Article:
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Odd Words February 23, 2012

Posted by The Typist in books, literature, New Orleans, NOLA, Odd Words, Poetry, Toulouse Street.

You know you are the old fart in your Chaucer class when the words “Procol Harum” and “Whiter Shade of Pale” evoke blank stares from the assembled sixteen vestal virgins and their cohort of future high priests in the temple of literature. I have to assume they are graduate trackers. You’d have to be insane to take Chaucer if you’re only in English to go to law school.

(What? Really? It’s “As the Miller told his tale” in the chorus. Oh, just go listen).

It looks like I’m going to be working full-time on Fridays shortly, and what with 17 Poets back in session and a full day of classes Thursday, I don’t know when I’m going to get this column written, but I do know I will probably be eating something or performing some other useful function if I’m going to keep up with all this. Typing on the bus in New Orleans is definitely out of the question.

Enough with the kvetching already and go write up the listings why don’t you?

& I won’t get this out in time for tonight’s Octavia book event (listed last week) but just in time to remind you that tonight 17 Poets hosts a triple header featuring JOHN SINCLAIR, PIERRE JORIS and NICOLE PEYRAFITTE at the Goldmine on Thursday, Feb 23, 7:30pm). If Sinclair is not enough of a don’t miss show on his own, I caught Nicole Peyrafitt at the Goldmine last year and her performance poetry is also a must see. You’ve got an hour to get down there and park, so come back and read the rest of this later.

&Friday McKeown’s Books and Difficult Music will host a reading with author, David Wesley Baldwin. He is the recipient of the 2009 Outstanding Fiction Award from Out Magazine and will be reading from several of his works. Wine/cheese will be served.

& Fridays also brings spokenwordnola.com’s weekly event at the Red Star Gallery on Bayou Road at 9 pm and the No Love Lost Poetry Reading at the Love Lost Lounge at 5:30 pm. Take you pick, or take two for the same price, as NLLP doesn’t charge a cover.

& On Sunday, Feb. 26 the Maple Leaf Reading series features poet and musician Jonathan Warren reads from his work and play his Native American flutes. His music is an ethereal wonder and you have to get a close looks at his flutes, which are amazing works of art themselves. All that and fine poetry, too. And beer or whatever. Well scotch is highly appropriate but not recommended if you have to work Monday.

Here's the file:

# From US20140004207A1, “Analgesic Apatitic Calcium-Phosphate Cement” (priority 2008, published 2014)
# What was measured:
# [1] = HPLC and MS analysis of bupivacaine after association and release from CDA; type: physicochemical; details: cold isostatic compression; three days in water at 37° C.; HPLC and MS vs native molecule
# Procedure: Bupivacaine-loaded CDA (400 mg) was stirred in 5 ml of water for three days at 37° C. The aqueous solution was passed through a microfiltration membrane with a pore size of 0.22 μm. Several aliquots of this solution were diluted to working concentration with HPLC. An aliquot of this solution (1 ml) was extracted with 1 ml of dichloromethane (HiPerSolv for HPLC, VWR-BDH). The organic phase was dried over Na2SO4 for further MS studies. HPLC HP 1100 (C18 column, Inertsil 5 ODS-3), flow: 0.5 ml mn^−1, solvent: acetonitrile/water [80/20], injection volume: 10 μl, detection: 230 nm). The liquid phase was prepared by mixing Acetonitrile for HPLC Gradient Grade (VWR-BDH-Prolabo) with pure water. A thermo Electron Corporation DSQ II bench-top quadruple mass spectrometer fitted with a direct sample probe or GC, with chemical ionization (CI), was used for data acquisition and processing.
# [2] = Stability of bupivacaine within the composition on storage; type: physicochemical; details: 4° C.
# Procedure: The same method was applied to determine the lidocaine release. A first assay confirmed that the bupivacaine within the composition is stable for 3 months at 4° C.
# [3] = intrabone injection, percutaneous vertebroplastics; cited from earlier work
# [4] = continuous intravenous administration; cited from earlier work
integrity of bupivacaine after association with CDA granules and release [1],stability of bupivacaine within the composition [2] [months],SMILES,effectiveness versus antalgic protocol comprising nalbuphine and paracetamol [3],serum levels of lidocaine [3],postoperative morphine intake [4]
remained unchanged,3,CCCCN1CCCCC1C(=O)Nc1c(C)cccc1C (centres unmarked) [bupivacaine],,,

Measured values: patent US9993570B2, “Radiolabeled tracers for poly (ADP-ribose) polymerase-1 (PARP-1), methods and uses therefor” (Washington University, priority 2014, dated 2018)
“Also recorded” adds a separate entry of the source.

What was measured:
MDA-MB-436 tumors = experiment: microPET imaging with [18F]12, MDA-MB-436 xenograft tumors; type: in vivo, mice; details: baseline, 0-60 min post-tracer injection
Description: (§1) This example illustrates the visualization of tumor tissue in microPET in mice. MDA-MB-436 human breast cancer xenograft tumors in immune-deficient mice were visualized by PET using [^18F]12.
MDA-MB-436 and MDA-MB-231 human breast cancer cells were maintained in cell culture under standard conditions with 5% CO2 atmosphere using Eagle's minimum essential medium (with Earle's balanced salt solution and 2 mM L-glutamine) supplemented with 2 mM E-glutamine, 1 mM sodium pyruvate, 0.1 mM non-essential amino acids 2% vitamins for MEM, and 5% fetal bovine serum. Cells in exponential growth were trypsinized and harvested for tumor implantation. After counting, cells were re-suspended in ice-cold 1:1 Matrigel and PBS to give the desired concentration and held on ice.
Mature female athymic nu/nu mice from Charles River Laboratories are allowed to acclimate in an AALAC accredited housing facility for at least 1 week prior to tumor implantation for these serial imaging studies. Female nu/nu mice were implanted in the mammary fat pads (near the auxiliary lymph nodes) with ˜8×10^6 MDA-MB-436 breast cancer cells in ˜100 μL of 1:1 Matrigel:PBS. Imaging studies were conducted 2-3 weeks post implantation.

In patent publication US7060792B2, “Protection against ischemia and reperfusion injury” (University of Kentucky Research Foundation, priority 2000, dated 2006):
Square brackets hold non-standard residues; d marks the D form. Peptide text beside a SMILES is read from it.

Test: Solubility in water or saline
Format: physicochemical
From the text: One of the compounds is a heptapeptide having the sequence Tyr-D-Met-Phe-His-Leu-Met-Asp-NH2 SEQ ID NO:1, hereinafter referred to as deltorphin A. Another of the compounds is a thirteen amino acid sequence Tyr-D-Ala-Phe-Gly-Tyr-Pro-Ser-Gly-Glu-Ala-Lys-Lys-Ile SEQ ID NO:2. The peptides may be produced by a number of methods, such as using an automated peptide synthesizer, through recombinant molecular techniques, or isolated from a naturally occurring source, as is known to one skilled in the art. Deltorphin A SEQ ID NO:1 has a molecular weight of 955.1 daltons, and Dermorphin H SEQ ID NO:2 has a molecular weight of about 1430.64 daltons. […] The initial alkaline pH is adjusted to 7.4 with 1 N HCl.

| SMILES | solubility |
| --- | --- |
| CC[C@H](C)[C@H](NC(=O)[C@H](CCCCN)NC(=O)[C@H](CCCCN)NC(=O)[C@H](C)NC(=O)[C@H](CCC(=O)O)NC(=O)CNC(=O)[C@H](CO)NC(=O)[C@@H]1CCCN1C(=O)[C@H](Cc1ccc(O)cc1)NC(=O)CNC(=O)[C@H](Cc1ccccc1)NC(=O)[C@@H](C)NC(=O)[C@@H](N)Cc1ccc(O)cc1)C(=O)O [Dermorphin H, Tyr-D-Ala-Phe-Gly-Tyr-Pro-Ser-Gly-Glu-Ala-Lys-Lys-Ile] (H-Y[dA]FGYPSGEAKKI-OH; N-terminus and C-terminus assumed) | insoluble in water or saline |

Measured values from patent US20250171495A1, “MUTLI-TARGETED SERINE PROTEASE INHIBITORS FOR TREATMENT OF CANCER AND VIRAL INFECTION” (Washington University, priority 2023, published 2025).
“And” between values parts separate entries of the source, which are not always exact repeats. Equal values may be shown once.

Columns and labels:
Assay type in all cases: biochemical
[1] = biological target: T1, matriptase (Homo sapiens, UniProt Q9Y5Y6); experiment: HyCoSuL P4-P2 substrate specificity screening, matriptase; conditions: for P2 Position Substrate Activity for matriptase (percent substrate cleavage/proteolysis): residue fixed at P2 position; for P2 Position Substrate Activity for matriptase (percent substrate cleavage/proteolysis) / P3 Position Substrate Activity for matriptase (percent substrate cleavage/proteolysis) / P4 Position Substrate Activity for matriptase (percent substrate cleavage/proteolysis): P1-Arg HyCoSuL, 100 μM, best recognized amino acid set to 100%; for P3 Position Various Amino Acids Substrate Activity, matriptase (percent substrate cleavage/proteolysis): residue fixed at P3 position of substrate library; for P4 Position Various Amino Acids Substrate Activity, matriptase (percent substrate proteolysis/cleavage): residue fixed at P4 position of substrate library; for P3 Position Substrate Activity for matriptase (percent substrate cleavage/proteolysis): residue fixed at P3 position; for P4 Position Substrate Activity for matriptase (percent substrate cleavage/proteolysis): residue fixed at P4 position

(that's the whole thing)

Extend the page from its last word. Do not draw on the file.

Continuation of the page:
& Monday of course brings The Writer’s Block to the amphitheater steps across from Jackson Square, unless of course Kate says it’s not. And everyone listens to Kate, except maybe Richard Burton.

& On Tuesday Octavia Books presents a reading and signing with Constance Adler featuring her just released memoir of life along Bayou St. John, MY BAYOU: New Orleans through the Eyes of a Lover. Octavia (or maybe the jacket copy) suggest “a vividly described and intensely personal memoir, My Bayou charts a personal and spiritual transformation along the fabled banks of Bayou Saint John in New Orleans.” This sounds like a book I would love. This sounds like a book I could get around to reading if I started buying Yerba Matte infused energy drinks by the case, but that does’t mean you should miss it. Ms. Adler will also be at Maple Street Books in Faubourg St. John on March 8 but that’s next week’s column.

& Next Thursday Octavia Books features historians Rebecca J. Scott and Jean M. Hébrard presenting and signing their new book, FREEDOM PAPERS: An Atlantic Odyssey in the Age of Emancipation. FREEDOM PAPERS sets the saga of a Senegambia and her descendants against the background of three great anti-racist struggles of the nineteenth century: the Haitian Revolution, the French Revolution of 1848, and the Civil War and Reconstruction in the United States. Senegambia was the primary source of slaves to French (and Spanish) Louisiana, and their homogeneous culture is one of the reasons we have our rich Creole culture. (Show off.) (Yes, I’m taking History of New Orleans.)

& Have I mentioned that Maple Street Bookshop has a First Tuesday Book Club at the Uptown location? I haven’t? Sorry guys. Well, here is the next entry with a discussion date less than two weeks away so if it sounds interesting you had best get over to one of their three locations and get a copy before a week from this Tuesday. the next meeting is March 6 at 6:00 P.M.: Gather with the club to discuss Tea Obrecht*s book, The Tiger’s Wife. ‘Stunning . . . a richly textured and searing novel.’ Michiko Kakutani, The New York Times.

& Just so you don’t think Garden District Books was ransacked by a crowd of drunken Bacchanalians, they will get back into the swing the week of March 6 with Kit Wohl, Suzanne Peron and C.S. Harris, but that’s next week’s column. And an opportunity to discuss the Oxford Comma in the comments section.

I’m afraid I’m missing something hurrying through this, but send me an email at odd.words.nola@gmail.com if I did and you can have your very own “Oops, I screwed up (again)” announcement. Please try to send them to me in advance so we both look smart. I can use every advantage to impress my professors I can possibly muster.



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